I get to study DRAGONS

Okay, let's just rip this bandaid off right away. Not these dragons:

Source: Panda Whale.

Source: Panda Whale.

Mostly because those dragons, despite the recent publication of their phylogeny, are mythical. But also because Operational Health & Safety would never approve the risk assessment. The dragons I work with are much more adorable:

Adorable Central Netted Dragons (Ctenophorus nuchalis). Henbury Station, Northern Territory, 2012.

The dragons I study are part of the mostly Australo-Papuan group of lizards which are referred to as "dragons". The scientific name for this group is Amphibolurinae. To anyone outside of Australia, the most familiar members of this group are probably the bearded & Chinese water dragons, both of which are commonly sold in pet shops across the Americas, Europe, and Asia. In Australia, dragons are well known because they're diurnal and like to bask in the sun from conspicuous locations such as rock piles, bushes, and trees.

How can you tell a dragon from any other lizard? Well, you probably can't. Neither could I. I cannot think of a single morphological character that would allow me to look at a lizard and identify it as a dragon (i.e. a member of the Amphibolurinae), nor can I find any in the literature. Genetically, however, they are distinctly their own group. Amphibolurine dragons are part of a larger group of lizards called agamids, which are identifiable from skeletal characteristics, but still there are no external morphological features that would allow you to look at an agamid and identify it as such. Here's a non-dragon agamid:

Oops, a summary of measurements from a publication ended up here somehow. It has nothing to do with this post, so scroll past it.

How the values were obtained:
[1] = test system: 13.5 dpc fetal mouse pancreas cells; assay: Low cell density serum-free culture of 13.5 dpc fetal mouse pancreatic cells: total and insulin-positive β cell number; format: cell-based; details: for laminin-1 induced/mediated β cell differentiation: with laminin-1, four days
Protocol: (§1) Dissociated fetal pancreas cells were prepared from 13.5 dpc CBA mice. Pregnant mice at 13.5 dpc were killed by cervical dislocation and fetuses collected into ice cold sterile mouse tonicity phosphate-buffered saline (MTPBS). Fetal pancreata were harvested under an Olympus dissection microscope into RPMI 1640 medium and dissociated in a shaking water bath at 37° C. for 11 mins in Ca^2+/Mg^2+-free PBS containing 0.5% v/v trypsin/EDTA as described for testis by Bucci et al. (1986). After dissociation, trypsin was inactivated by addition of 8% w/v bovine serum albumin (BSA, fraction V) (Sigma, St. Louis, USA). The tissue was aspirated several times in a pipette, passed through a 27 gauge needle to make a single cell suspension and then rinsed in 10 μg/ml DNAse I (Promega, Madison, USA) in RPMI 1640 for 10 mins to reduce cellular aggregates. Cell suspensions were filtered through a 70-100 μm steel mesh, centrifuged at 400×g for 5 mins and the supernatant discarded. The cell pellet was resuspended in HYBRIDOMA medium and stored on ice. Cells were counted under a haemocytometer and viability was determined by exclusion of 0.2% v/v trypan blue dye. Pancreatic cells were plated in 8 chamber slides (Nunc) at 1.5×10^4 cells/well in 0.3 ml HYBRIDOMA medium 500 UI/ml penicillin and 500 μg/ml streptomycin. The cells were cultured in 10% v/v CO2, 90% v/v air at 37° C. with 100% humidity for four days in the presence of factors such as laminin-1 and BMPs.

Blue-headed Tree Agama (Acanthocercus atricollis). Nairobi National Park, Kenya, 2013.

Some agamids that are not amphibolurines may also be called "dragons", notably the flying dragons of the genus Draco and the mountain horned dragons of Acanthosaura. These are members of another agamid group, the Draconinae. Since, as any HP fan can tell you, "draco" means "dragon" in Latin, that's fair enough. It's interesting, though, that every species of amphibolurine carries the name dragon (with one notable exception), however the name seems to be only haphazardly applied to a few species within Draconinae, a group literally called "the dragons".

There is another lizard out there referred to as a dragon:

Komodo Dragon (Varanus komodoensis). Rinca Island, Indonesia, 2013. Photo by Angus Kennedy.

Komodo dragons are not closely related to the agamid dragons. They are members of the Varanidae, which are known as goannas (to Australians) or monitor lizards (to the rest of the world) and they are closely related to gila monsters and snakes. Agamids are off quite a different branch of the lizard evolutionary tree. Their closest living relatives are the chameleons and iguanids. Here's a sample chameleon, the closest living relative of the agamids:

Ruwenzori Three-horned Chameleon (Chameleo johnstoni). Kibira National Park, Burundi, 2012.

There is one last dragon I can think of. I would love more than anything to be able to study this dragon:

And by "study" I mean "be best friends with".